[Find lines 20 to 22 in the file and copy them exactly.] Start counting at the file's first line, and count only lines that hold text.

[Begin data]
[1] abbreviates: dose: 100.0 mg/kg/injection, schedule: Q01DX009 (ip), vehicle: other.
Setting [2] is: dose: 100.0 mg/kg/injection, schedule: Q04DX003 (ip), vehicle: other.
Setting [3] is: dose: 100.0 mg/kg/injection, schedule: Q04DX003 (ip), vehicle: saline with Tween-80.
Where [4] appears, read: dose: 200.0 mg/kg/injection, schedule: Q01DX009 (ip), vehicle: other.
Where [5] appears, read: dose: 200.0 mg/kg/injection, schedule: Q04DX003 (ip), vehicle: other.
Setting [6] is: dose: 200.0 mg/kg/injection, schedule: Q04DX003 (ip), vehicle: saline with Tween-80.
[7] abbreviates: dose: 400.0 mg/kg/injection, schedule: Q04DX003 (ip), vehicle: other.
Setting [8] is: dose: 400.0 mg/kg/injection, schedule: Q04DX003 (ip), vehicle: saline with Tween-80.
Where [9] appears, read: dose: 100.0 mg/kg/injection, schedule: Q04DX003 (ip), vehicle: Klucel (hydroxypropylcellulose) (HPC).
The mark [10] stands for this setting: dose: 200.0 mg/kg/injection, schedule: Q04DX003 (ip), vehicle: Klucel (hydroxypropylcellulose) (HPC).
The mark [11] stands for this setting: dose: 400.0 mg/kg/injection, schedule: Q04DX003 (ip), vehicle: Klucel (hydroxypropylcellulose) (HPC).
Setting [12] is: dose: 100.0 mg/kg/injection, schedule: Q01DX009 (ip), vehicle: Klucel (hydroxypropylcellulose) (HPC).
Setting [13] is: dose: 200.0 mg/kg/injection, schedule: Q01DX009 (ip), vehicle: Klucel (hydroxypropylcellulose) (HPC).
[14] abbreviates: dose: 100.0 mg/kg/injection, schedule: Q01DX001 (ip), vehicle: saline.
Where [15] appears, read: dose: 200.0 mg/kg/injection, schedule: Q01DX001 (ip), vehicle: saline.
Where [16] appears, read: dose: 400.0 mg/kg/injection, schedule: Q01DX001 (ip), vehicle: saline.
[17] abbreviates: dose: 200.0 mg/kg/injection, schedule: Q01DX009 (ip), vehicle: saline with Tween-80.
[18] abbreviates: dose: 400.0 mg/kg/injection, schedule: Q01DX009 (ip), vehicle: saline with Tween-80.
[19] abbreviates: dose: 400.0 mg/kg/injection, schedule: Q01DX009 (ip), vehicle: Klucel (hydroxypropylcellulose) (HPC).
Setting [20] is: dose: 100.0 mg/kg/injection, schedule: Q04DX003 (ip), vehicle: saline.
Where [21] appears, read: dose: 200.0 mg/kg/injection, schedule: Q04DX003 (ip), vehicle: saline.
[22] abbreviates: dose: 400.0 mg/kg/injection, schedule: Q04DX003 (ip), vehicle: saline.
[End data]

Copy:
Setting [20] is: dose: 100.0 mg/kg/injection, schedule: Q04DX003 (ip), vehicle: saline.
Where [21] appears, read: dose: 200.0 mg/kg/injection, schedule: Q04DX003 (ip), vehicle: saline.
[22] abbreviates: dose: 400.0 mg/kg/injection, schedule: Q04DX003 (ip), vehicle: saline.